Action Taken: The Western Bastion: Reinforcing the Japanese Isles
With all of the potential security threats in the world, we cannot forget the island nations closest to China. Perhaps the first line of defense for the free free world in the region, may be the home island archipelago of Japan. To secure this bastion, American forces reinforce their Japanese counterparts. Among these reinforcements is Marine Corps Air Squadron 232, commanded by LtCol Mark Bortnem. Squadron Commander, LtCol Mark Bortnem, will describe his role, and that of his combat organization in helping to secure the line that contains the growing menace of communist China’s expansionist ambitions in the western Pacific.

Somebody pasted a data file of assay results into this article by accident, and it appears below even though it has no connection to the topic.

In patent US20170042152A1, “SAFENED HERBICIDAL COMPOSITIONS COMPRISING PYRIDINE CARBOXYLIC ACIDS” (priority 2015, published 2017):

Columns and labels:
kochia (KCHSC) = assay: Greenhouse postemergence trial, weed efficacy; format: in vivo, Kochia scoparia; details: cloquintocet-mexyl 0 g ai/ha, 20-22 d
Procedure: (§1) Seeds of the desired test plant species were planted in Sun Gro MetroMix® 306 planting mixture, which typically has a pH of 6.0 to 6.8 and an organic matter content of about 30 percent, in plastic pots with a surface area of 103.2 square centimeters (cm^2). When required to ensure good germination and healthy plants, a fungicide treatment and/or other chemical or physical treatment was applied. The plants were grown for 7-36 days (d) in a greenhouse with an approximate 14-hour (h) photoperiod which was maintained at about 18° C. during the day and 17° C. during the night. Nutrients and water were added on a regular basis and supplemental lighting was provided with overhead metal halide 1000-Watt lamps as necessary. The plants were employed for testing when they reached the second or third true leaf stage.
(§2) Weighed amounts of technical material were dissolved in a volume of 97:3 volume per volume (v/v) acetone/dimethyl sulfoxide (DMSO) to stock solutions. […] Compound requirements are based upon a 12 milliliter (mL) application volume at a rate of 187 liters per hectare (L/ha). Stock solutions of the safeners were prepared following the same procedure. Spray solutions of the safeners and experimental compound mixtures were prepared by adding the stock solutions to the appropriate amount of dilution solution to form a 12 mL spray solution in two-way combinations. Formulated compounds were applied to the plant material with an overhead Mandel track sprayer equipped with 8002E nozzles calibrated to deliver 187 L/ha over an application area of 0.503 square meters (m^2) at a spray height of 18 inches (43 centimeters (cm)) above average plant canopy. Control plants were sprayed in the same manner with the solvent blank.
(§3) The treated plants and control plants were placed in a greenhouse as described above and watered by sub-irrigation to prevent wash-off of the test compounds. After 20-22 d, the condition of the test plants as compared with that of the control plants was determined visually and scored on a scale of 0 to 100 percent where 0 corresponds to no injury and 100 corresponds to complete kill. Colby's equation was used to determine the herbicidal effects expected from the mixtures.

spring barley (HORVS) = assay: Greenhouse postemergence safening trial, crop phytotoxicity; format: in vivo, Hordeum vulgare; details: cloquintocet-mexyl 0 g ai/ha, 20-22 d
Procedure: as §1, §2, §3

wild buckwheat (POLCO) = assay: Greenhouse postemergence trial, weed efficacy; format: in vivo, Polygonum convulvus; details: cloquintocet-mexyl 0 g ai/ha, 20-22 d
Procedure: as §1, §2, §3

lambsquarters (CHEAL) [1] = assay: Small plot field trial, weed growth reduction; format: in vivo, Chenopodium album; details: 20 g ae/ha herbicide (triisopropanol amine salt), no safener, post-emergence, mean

LtCol Mark Bortnem enlisted in the Marine Corps in 1991 and served in Camp Lejeune, NC as a Supply Administration and Operations Specialist with 2d Force Service Support Group. In 1994, Cpl Bortnem was selected for the Marine Enlisted Commissioning Program and further assigned to The Ohio State University. In 1998, he graduated with honors, earning a Bachelor of Arts degree in Political Science and was then commissioned as a 2ndLt. In 1999, 2ndLt Bortnem was an honor graduate from The Basic School and reported to Naval Aviation Training Command in Pensacola, FL for initial aviation training. While in Pensacola, 2ndLt Bortnem was assigned to VT-4 and VT-86. In 2001, 1stLt Bortnem graduated with distinction and was designated as a Naval Flight Officer. Completing F/A-18 training in 2002, Capt Bortnem was designated as a F/A-18 Weapons System Officer and assigned to VMFA(AW)-332 in MCAS Beaufort, SC. While with the Moonlighters, Capt Bortnem was assigned as a Schedules Officer, Airframes Officer, Quality Assurance Officer and Admin Officer. He also earned the qualifications of Air Combat Tactics Officer and Forward Air Controller (Airborne). During this time, Capt Bortnem deployed twice- once to MCAS Iwakuni as part of the Unit Deployment Program and once to Al-Asad Airbase where he flew combat missions in support of Operation IRAQI FREEDOM. In 2006, Capt Bortnem was selected for Transition/Conversion training and reported to Primary Flight Training with VT-27 in Naval Air Station Corpus Christi. After graduating in 2007, he was assigned to Advanced Flight Training with VT-21 in Kingsville, TX. In 2008, Major Bortnem graduated with distinction, was designated as a Naval Aviator, and was then assigned as a T-45 Flight Instructor as part of the SERGRAD program. In 2010, Maj Bortnem reported to MCAS Miramar where he completed initial F/A-18 training and was assigned to VMFA(AW)-121. While with the Green Knights, Maj Bortnem was assigned as the Admin Officer and Executive Officer. During this tour, he earned the qualifications of Division Lead, Mission Commander and Forward Air Controller (Airborne) and also deployed to MCAS Iwakuni Japan in support of the Unit Deployment Program. Maj Bortnem also served as the Operations Officer for Marine Aircraft Group 11 from 2013-2014. Maj Bortnem was selected to represent the Marine Corps as part of the Personnel Exchange Program and he reported to Cold Lake, Alberta, Canada where he served as an exchange officer with the Royal Canadian Air Force. During this time, LtCol Bortnem was assigned as the Deputy Commanding Officer for 409 Tactical Fighter Squadron and deployed to Al-Jaber Kuwait where he flew combat missions in support of Operation INHERENT RESOLVE. In 2015, LtCol Bortnem was assigned to 401 Tactical Fighter Squadron where he served as Squadron Weapons and Tactics Officer and Commanding Officer, becoming the first US officer to command a Canadian tactical unit. In 2016, LtCol Bortnem was assigned to Marine Corps Forces Pacific in Camp Smith HI, where he was assigned as the Air Officer and Director of the Aviation Operations Section. LtCol Bortnem joined MAG-11 in February 2018, serving as the Headquarters Commanding Officer. LtCol Bortnem has flown over 2000 hours in the F/A-18, more than 500 of which have been in combat. His personal awards include the Meritorious Service Medal (with 2 Gold Stars), the Air Medal (with numeral 6), the Navy Achievement Medal (with 4 Gold Stars), the Good Conduct Medal, and various unit and service awards.